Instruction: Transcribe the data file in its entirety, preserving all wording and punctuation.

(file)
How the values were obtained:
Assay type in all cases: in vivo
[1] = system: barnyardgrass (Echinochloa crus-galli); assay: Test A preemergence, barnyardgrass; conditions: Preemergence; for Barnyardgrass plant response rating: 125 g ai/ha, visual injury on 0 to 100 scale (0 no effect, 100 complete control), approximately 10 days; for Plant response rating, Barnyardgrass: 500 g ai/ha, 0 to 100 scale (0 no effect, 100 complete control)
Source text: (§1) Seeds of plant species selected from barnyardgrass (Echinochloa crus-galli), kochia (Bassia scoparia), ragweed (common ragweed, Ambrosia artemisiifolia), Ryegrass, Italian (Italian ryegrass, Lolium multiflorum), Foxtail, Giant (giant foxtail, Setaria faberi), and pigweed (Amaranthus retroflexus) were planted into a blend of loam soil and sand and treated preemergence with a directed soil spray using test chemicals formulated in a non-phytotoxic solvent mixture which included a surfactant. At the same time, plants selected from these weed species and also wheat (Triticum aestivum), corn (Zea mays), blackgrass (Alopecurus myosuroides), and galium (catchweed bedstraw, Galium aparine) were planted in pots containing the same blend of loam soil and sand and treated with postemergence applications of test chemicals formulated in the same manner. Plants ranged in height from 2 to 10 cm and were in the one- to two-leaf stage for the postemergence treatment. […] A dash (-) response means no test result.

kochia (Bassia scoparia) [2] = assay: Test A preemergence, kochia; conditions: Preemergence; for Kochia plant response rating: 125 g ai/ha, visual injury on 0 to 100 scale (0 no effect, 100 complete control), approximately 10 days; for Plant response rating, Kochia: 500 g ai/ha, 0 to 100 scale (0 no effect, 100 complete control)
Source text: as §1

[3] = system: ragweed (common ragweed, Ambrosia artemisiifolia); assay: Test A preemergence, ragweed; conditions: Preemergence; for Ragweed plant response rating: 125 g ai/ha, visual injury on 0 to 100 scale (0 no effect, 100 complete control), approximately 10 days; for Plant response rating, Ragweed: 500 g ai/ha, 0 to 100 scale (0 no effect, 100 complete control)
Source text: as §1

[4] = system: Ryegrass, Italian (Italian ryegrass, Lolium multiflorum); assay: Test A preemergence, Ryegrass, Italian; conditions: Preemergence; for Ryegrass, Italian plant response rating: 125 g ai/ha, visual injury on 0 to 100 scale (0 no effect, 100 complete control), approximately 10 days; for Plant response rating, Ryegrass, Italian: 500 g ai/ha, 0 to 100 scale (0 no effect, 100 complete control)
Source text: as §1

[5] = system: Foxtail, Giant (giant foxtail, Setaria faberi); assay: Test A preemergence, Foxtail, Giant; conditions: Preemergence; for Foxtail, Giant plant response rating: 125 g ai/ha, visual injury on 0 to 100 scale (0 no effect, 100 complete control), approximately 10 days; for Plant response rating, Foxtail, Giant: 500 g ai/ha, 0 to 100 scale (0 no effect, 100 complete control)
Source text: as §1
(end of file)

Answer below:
How the values were obtained:
Assay type in all cases: in vivo
[1] = system: barnyardgrass (Echinochloa crus-galli); assay: Test A preemergence, barnyardgrass; conditions: Preemergence; for Barnyardgrass plant response rating: 125 g ai/ha, visual injury on 0 to 100 scale (0 no effect, 100 complete control), approximately 10 days; for Plant response rating, Barnyardgrass: 500 g ai/ha, 0 to 100 scale (0 no effect, 100 complete control)
Source text: (§1) Seeds of plant species selected from barnyardgrass (Echinochloa crus-galli), kochia (Bassia scoparia), ragweed (common ragweed, Ambrosia artemisiifolia), Ryegrass, Italian (Italian ryegrass, Lolium multiflorum), Foxtail, Giant (giant foxtail, Setaria faberi), and pigweed (Amaranthus retroflexus) were planted into a blend of loam soil and sand and treated preemergence with a directed soil spray using test chemicals formulated in a non-phytotoxic solvent mixture which included a surfactant. At the same time, plants selected from these weed species and also wheat (Triticum aestivum), corn (Zea mays), blackgrass (Alopecurus myosuroides), and galium (catchweed bedstraw, Galium aparine) were planted in pots containing the same blend of loam soil and sand and treated with postemergence applications of test chemicals formulated in the same manner. Plants ranged in height from 2 to 10 cm and were in the one- to two-leaf stage for the postemergence treatment. […] A dash (-) response means no test result.

kochia (Bassia scoparia) [2] = assay: Test A preemergence, kochia; conditions: Preemergence; for Kochia plant response rating: 125 g ai/ha, visual injury on 0 to 100 scale (0 no effect, 100 complete control), approximately 10 days; for Plant response rating, Kochia: 500 g ai/ha, 0 to 100 scale (0 no effect, 100 complete control)
Source text: as §1

[3] = system: ragweed (common ragweed, Ambrosia artemisiifolia); assay: Test A preemergence, ragweed; conditions: Preemergence; for Ragweed plant response rating: 125 g ai/ha, visual injury on 0 to 100 scale (0 no effect, 100 complete control), approximately 10 days; for Plant response rating, Ragweed: 500 g ai/ha, 0 to 100 scale (0 no effect, 100 complete control)
Source text: as §1

[4] = system: Ryegrass, Italian (Italian ryegrass, Lolium multiflorum); assay: Test A preemergence, Ryegrass, Italian; conditions: Preemergence; for Ryegrass, Italian plant response rating: 125 g ai/ha, visual injury on 0 to 100 scale (0 no effect, 100 complete control), approximately 10 days; for Plant response rating, Ryegrass, Italian: 500 g ai/ha, 0 to 100 scale (0 no effect, 100 complete control)
Source text: as §1

[5] = system: Foxtail, Giant (giant foxtail, Setaria faberi); assay: Test A preemergence, Foxtail, Giant; conditions: Preemergence; for Foxtail, Giant plant response rating: 125 g ai/ha, visual injury on 0 to 100 scale (0 no effect, 100 complete control), approximately 10 days; for Plant response rating, Foxtail, Giant: 500 g ai/ha, 0 to 100 scale (0 no effect, 100 complete control)
Source text: as §1